So who’s paying for all this?
As exemplified by the ordeal in Pawtucket, stadium financing is under increasing public skepticism.
Worcester will own Polar Park and lease it to the team on a 30-year basis. The stadium’s construction is projected to cost $86 to $90 million, but officials say local taxpayers won’t be on the hook. The entire development area is expected to be “self supportive,” Augustus said Friday.
“No existing city tax revenue will be used to fund the ballpark project,” Augustus said. “In essence, the project will pay for itself.”
The city plans to borrow $100 million to cover the stadium construction, as well as other related costs. Then, by creating a special taxation district that encompasses the ballpark and surrounding development, the city will use new tax revenue generated from the district to pay back the loan. According to the deal, the team is responsible for paying any cost overruns of the stadium’s construction, shielding local taxpayers if the project goes over its estimated $86 to $90 million total.
The PawSox are also contributing 33.8 million toward the cost of building the stadium.
Though no state funding is being used for the actual ballpark project, Massachusetts and Worcester are kicking in for the redevelopment surrounding the stadium.
Massachusetts is committing $35 million in public money for the development over the next two to three years, including $2.5 million in tax incentives, for the residential apartments part of the project. Polito said Friday that the project represents opportunity, “not only for the players and the spectators that will come to that ballpark, but for the residents who live in Worcester, and in this area, and the new residents who come and call this their home.”
Madison Downtown Holdings, the developer of the project, is also receiving tax incentives and certain waived fees from the city for the construction of the apartments and one of the hotels, according to the deal. The Telegram & Gazette reports that the incentives from the city are worth a total of $5.6 million, though they’re estimated to collect more than $20 million in additional revenue from the redeveloped properties.
What was Rhode Island’s reaction to the move?
Elected officials in Pawtucket and Rhode Island expressed profound disappointment — and a certain degree of dismay — in the PawSox’s decision to leave.
“The PawSox do not make Pawtucket. Pawtucket made the PawSox,” Grebien said in a statement to media outlets.
The mayor said that Pawtucket had been working with the team up until the final hours on a deal to keep them in the city.
“Sadly, we had to learn through media reports, like everyone else, that the ownership group had decided to take our team and move it to Worcester in light of substantial subsidies provided by Worcester and the State of Massachusetts,” he said.
Recalling his late mother’s advice, Lucchino said he made the decision to go “somewhere you are wanted, not where there is controversy and opposition.” And according to MassLive, the team faulted Ocean State lawmakers for their delays in agreeing to a deal.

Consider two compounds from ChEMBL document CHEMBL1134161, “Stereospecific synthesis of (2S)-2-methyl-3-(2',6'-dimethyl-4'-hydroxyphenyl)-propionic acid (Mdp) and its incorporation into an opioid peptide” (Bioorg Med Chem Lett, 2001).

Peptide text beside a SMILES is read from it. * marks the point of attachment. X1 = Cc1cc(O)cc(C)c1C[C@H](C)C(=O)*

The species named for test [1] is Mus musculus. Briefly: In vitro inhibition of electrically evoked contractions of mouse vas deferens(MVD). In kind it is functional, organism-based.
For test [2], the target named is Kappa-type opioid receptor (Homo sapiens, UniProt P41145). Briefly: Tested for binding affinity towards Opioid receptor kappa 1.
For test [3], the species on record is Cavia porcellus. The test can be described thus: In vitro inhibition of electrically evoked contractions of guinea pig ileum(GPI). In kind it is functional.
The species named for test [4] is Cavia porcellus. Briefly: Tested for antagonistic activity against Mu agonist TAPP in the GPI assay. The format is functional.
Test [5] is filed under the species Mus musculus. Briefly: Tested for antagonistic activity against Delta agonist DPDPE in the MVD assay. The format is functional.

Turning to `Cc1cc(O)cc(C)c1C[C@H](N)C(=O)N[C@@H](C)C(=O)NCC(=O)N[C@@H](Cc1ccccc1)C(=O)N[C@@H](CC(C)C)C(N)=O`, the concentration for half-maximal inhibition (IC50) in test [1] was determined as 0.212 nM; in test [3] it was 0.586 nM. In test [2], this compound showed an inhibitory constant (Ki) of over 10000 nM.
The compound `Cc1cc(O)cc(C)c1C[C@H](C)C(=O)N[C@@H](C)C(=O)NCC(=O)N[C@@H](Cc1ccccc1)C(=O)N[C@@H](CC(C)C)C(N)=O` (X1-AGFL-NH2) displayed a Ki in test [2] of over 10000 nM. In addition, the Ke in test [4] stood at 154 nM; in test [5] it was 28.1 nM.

As WPRI reported, elected officials in Rhode Island said their offer included stronger protections for taxpayers and characterized the process around their proposed deal as more transparent. However, Worcester and Massachusetts simply offered the team more.
Worcester borrowing $100M (vs Pawt. borrowing $71M)
Team pays $30M (vs $45M in RI) w $6M upfront equity (vs $12M in RI)
City covers $70M (vs $15M for Pawtucket)
MA kicks in $35M (vs $23M for RI)
*No* political appetite in RI for that kind of $$$ https://t.co/elUaonMOFS
— Ted Nesi (@TedNesi) August 17, 2018
“It is disheartening the PawSox did not show the same loyalty to the City of Pawtucket and the State of Rhode Island as the taxpayers and fans have shown to them for many decades,” House Speaker Nicholas Mattiello said.
In a press conference Friday afternoon, a “deeply disappointed” Raimondo noted that her office and the PawSox had negotiated a deal more than a year ago, which was passed by the state Senate back in January. However, the final version of the stadium financing legislation didn’t reach her desk until June.
“It didn’t to be this way,” she said Friday.
Raimondo called the deal from Worcester “much, much more generous than we were offering and, frankly, that Rhode Island can afford.”
“From what we can tell, its many, many millions of dollars more in taxpayer subsidy to the PawSox,” she said.
What happens next?
In Worcester, the deal must still be approved by the City Council, which will begin reviewing the agreement Tuesday. The move is also subject to approval by the Independent League, the regional league the PawSox play in, and the larger Minor League Baseball organization.
The Worcester Redevelopment Authority is also reportedly scheduled to meet Wednesday to begin discussing how the ballpark construction project will be overseen.
Though officially named the Worcester Red Sox, the team says they’ll be seeking public input on an official nickname and mascot. Lucchino acknowledged that “WooSox” is one possibility, after chants of it broke out at Friday’s announcement. The team says it’s also working to make season tickets available in the “near future.”
“This is not the beginning of the end. This is the end of the beginning,” Lucchino said, adding that the team is looking forward to “a hell of a ride with Worcester.”
In the meantime, the PawSox have two more summers at McCoy Stadium. Better grab your plastic autograph buckets while you still can.